The personnel considered to be of primary importance to the successful conduct of a research project. The term usually applies to the senior members of the project staff. The Senior/Key Personnel section should include any senior or key personnel from the applicant organization who are dedicating effort to this project. “Other Significant Contributors” who dedicate negligible effort should not be included. Some common significant contributors include: 1) CEOs of companies who provide overall leadership, but no direct contribution to the research; and 2) mentors for K awardees, who provide advice and guidance to the candidate but do not work on the project. Likewise, any consultants or collaborators who are not employed by the applicant organization should not be included in section A, but rather should be included in section F.3 of the budget (for consultants) or in section A of the consortium/subaward budget page (for collaborators). If primary leadership of a CBO is added as senior/key personnel, additional requirements may need to be fulfilled.
An identification number used by the Internal Revenue Service (IRS) in the administration of tax laws. It is issued either by the Social Security Administration (SSA) or by the IRS. A Social Security number (SSN) is issued by the SSA whereas all other TINs are issued by the IRS. Both Social Security Numbers and Employer Identification Numbers are forms of TINs
The process for obtaining an ERA commons user names varies depending on the academic institution with which your organization is collaborating. For guidance on the process, contact the academic institution with whom you are collaborating.
Before you can bid on government proposals, you need to obtain a Dun & Bradstreet, or D-U-N-S Number, a unique nine-digit identification number for each physical location of your business. DUNS Number assignment is free for all businesses required to register with the federal government for contracts or grants. Therefore, technically you need one. In the past, a proposal could go through with putting nine zeroes in the DUNS field – but that may change.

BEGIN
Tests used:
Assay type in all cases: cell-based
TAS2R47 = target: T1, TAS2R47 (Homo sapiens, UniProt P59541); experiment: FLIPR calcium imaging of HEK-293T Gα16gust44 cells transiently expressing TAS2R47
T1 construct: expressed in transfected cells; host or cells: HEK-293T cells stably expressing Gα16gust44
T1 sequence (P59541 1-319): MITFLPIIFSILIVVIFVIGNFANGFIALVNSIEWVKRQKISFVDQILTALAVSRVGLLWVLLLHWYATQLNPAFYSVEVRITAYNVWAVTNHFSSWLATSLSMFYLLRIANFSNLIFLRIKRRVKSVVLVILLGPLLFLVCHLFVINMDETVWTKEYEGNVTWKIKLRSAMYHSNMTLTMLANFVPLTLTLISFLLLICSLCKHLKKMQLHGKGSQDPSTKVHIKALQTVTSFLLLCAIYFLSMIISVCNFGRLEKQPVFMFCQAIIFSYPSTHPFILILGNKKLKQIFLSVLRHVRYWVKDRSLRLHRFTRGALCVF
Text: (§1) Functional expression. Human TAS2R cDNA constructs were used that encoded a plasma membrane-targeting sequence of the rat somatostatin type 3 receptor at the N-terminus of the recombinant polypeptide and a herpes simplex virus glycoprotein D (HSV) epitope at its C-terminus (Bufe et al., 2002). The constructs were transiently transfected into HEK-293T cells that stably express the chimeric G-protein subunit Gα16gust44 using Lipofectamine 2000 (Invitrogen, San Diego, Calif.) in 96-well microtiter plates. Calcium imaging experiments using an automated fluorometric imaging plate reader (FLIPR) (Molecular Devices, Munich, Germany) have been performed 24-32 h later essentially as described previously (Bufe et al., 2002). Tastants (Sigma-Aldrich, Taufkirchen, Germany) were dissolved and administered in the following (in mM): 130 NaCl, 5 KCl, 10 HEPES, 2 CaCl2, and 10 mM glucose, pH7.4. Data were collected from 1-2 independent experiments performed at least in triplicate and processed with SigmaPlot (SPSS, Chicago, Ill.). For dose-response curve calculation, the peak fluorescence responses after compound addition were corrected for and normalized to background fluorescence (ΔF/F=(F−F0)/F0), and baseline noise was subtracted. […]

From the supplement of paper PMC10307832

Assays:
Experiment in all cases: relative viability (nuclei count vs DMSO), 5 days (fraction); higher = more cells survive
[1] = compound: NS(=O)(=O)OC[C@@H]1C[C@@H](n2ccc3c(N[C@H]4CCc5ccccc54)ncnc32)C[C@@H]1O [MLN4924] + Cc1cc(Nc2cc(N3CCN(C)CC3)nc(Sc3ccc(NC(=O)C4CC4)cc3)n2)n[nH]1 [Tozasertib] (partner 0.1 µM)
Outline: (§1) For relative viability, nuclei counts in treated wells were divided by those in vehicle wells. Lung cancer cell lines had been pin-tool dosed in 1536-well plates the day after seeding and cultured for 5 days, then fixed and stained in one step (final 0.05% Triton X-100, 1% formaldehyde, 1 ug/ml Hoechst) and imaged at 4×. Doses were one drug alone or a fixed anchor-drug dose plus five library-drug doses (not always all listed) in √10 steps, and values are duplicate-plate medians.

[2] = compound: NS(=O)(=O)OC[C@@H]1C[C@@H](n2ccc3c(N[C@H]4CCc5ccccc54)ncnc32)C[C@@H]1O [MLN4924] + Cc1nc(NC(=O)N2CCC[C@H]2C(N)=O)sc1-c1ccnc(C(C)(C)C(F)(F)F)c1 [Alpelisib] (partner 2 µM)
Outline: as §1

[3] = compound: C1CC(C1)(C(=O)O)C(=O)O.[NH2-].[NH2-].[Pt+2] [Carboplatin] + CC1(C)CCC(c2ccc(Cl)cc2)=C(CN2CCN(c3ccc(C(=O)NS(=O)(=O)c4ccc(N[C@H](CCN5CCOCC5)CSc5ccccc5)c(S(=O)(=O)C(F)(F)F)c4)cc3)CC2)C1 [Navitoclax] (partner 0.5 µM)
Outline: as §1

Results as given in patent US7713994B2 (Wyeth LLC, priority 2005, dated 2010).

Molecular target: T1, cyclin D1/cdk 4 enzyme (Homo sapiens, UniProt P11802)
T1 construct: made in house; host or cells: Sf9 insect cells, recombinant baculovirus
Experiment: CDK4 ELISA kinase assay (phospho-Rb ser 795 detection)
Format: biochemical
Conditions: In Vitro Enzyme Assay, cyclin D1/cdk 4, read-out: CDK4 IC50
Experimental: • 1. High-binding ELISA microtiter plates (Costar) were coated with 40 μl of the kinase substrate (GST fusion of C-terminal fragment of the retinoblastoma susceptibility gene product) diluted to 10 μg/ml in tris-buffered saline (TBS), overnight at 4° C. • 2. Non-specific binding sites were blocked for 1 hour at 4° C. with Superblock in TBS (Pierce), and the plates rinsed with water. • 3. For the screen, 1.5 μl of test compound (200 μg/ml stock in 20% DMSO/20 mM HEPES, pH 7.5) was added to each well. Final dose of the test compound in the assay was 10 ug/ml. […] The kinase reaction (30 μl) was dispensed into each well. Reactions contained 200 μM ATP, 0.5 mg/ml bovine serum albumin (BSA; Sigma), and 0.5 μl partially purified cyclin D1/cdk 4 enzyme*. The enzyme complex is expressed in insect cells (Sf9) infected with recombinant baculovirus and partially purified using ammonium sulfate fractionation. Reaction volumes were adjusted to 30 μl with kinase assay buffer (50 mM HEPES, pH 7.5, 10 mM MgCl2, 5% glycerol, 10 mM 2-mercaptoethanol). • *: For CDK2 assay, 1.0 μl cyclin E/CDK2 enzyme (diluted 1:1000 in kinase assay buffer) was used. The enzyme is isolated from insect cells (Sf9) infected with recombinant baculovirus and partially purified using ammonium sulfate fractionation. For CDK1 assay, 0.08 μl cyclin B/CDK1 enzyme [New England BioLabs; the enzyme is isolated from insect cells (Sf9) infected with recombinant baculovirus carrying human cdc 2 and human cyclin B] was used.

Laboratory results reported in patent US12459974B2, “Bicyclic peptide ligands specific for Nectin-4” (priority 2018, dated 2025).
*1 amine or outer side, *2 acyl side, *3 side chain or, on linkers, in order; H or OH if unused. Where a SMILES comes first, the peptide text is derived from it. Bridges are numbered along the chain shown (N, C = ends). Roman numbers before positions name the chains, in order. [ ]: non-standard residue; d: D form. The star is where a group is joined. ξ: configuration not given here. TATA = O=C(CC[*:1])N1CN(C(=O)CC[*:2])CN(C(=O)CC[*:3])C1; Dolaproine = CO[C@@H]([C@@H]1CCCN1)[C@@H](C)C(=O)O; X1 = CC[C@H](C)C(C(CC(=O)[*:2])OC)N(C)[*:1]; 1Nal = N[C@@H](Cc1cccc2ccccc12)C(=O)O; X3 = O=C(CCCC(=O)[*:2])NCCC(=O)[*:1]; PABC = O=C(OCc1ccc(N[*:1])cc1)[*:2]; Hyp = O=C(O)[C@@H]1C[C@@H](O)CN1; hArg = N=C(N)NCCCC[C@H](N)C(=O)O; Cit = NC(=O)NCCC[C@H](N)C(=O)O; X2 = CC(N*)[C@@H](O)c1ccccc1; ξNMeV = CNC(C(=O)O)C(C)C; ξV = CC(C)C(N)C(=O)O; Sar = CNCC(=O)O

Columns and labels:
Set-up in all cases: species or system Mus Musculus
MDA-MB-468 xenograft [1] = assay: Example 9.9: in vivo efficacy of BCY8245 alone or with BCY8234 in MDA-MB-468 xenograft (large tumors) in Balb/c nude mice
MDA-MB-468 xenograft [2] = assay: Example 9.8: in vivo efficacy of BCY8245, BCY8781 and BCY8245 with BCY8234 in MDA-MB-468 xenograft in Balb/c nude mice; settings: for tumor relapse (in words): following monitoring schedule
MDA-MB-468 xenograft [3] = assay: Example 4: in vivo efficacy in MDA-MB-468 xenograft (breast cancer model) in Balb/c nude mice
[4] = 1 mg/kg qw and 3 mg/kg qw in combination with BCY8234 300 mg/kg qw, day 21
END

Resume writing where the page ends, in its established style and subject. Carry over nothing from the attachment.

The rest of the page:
When registering for your DUNS Number, you will need the following on hand:
DUNS numbers can be obtained from: http://fedgov.dnb.com/webform/pages/CCRSearch.jsp
obtaining a new DUNS number takes about a day.
Read the Eligibility Criteria in the Funding Announcement.
It may be possible for your organization to apply for a proposal on its own; however, this depends on the eligibility requirements of the Funding Announcement. Be sure to read the Funding Announcement, and then contact your partner institution for additional questions.
Generally, organizations without an established agreement are entitled to claim a certain percentage for F&A, this percentage might vary depending on the academic institution with which you partner. The process for obtaining an F&A Rate is arduous. Per NIH:
"F&A costs are determined by applying your organization’s negotiated F&A rate to your direct cost base. Most educational, hospital, or non-profit organizations have negotiated their rates with other Federal (cognizant) agencies such as the Department of Health and Human Services or the Office of Naval Research. If you are a for-profit organization, the F&A costs are negotiated by the Division of Cost Allocation (DCA), Division of Financial Advisory Services (DFAS) in the Office of Acquisition Management and Policy, NIH."
The total costs requested in your budget will include allowable direct costs (related to the performance of the grant) plus allowable F&A costs. If awarded, each budget period of the Notice of Award will reflect direct costs, applicable F&A, and in the case of SBIR or STTR awards, a "profit" or fee. Direct costs can be identified specifically with a particular sponsored project, an instructional activity, or any other institutional activity, or that can be directly assigned to such activities relatively easily with a high degree of accuracy. While indirect costs are costs incurred by a grantee for common or joint objectives and that, therefore, cannot be identified specifically with a particular project or program (e.g., may include Human Resources & Accounting, & general administrative costs)